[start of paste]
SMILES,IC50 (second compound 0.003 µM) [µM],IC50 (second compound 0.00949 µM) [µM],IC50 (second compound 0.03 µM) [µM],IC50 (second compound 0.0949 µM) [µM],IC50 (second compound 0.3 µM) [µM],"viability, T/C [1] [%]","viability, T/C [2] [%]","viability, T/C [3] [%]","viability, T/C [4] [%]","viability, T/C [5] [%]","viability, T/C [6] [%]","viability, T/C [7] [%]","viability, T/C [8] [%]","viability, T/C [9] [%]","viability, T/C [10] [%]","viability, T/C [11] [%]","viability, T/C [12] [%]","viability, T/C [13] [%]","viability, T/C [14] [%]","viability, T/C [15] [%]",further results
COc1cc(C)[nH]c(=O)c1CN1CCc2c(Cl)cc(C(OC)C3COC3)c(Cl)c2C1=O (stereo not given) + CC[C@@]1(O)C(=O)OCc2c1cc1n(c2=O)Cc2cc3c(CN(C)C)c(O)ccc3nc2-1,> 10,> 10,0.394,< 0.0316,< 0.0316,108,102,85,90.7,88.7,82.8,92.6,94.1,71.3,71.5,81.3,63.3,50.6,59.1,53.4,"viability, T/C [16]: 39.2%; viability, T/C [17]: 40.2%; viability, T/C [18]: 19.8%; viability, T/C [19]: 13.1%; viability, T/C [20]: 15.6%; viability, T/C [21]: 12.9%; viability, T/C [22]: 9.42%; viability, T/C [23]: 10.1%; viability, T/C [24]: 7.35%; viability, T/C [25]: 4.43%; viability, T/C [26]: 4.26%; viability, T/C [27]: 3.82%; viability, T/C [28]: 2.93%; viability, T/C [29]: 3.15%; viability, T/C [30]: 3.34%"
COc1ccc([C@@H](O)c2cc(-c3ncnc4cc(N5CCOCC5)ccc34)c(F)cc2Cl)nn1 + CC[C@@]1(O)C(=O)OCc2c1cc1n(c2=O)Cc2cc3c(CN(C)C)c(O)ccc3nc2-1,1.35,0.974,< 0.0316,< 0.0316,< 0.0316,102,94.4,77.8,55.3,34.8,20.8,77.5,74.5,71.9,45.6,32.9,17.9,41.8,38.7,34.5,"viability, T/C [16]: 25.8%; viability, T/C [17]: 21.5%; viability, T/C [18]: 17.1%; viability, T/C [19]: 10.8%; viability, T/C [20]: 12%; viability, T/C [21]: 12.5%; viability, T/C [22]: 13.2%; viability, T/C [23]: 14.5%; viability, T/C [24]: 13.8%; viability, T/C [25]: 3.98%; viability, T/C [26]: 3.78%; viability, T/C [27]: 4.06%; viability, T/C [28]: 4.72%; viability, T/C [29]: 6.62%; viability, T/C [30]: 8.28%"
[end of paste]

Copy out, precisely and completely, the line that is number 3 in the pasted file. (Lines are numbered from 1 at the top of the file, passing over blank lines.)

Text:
COc1ccc([C@@H](O)c2cc(-c3ncnc4cc(N5CCOCC5)ccc34)c(F)cc2Cl)nn1 + CC[C@@]1(O)C(=O)OCc2c1cc1n(c2=O)Cc2cc3c(CN(C)C)c(O)ccc3nc2-1,1.35,0.974,< 0.0316,< 0.0316,< 0.0316,102,94.4,77.8,55.3,34.8,20.8,77.5,74.5,71.9,45.6,32.9,17.9,41.8,38.7,34.5,"viability, T/C [16]: 25.8%; viability, T/C [17]: 21.5%; viability, T/C [18]: 17.1%; viability, T/C [19]: 10.8%; viability, T/C [20]: 12%; viability, T/C [21]: 12.5%; viability, T/C [22]: 13.2%; viability, T/C [23]: 14.5%; viability, T/C [24]: 13.8%; viability, T/C [25]: 3.98%; viability, T/C [26]: 3.78%; viability, T/C [27]: 4.06%; viability, T/C [28]: 4.72%; viability, T/C [29]: 6.62%; viability, T/C [30]: 8.28%"